Rutted and Gutted: ‘Cross Returns to Louisville for the 2023 Cyclocross National Championships

Brett Rothmeyer transports us from our desks, our computers, or phones this morning and whisks us away to the 2023 Cyclocross National Championships in Louisville, Kentucky, for an action-packed medium format and 35 mm film gallery full of moments so vivid you can hear them…

Each time the train passed, the building would shake; depending on the weight of the load, it varied from noticeable to concerning. Sprawled out on my sleeping pad on the hardwood of the third floor, I drift in and out of sleep. Klause Schulze’s “Osiris Part 1” buffers the noise from the street through my headphones.

Suddenly, I’m falling from my bicycle rapidly through the course tape, yet the ground never seems to greet me. Shaken awake by my own clumsy effort to brace for an impact that would never arrive. The floor vibrates as another train passes close to midnight, and Schulze’s synthesizers continue to bump out square waves of comfort in the fleeting state of hallucination. Perhaps it was the 4 am wake-up call, the proximity to spending the day at the bike race, or just old nervous ticks repeating habitually, but something was triggering the ghosts of bike races past.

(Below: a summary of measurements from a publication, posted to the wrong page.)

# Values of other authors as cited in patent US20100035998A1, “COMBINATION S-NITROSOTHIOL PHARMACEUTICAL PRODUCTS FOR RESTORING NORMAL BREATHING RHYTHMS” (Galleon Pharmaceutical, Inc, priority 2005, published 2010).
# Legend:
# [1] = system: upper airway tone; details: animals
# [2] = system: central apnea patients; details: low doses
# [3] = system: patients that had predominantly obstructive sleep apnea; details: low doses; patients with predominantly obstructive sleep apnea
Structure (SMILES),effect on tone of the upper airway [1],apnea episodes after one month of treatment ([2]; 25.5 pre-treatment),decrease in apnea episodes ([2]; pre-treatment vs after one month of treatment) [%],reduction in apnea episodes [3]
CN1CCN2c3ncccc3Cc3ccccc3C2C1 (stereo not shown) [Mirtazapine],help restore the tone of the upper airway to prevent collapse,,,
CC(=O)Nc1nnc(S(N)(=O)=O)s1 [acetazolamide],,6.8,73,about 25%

I had not lined up for a proper cyclocross race since Charm City 2018 or a National Championship event since 200+ plus singlespeeders and I stormed onto the slopes of the Biltmore Estates in Asheville, NC. I had marked the calendar this year, remembering the absurdity and elation of racing on one gear amongst a horde of bicycle lunatics. Why not? If for no other reason than to celebrate a sport that I love, lack of fitness be damned.

In September and October, I drove around to the USCX series races, photographing the elite fields; I gleaned inspiration. On weekdays, I would pedal my bicycle with some intent, even sneaking (gasp) an interval or two to avoid being the most out-of-shape participant come December.

As I walked the grounds of Joe Creason Park in Louisville, Kentucky, on Friday, the day of the singlespeed race, my bicycle remained in my basement, 350 miles away. When registration opened in November, I gazed at the screen in shock: $145 for a mere thirty minutes of racing! “No, thank you.”

I have always considered Nationals to be a bit of an end-of-the-year celebration. A time when ‘cross racers and fans from all over can commune in a place and on a course that takes on more than just a chance to wear a flag-adorned jersey for the following year. Anymore, it has felt like a cash grab from USAC. Cyclocross has taken a heavy hit since it was the cool kid at school a decade ago.

Coincidently, one could argue that its peak was reached in Louisville in 2013 when it hosted the World Championships. If 2013 was the top of the mountain, 2023 feels like altitude sickness at base camp. The industry has collectively turned its sites to other genres that can sell more products, and USAC has all but stopped supporting the rising talent in their pursuit of competing on the world stage.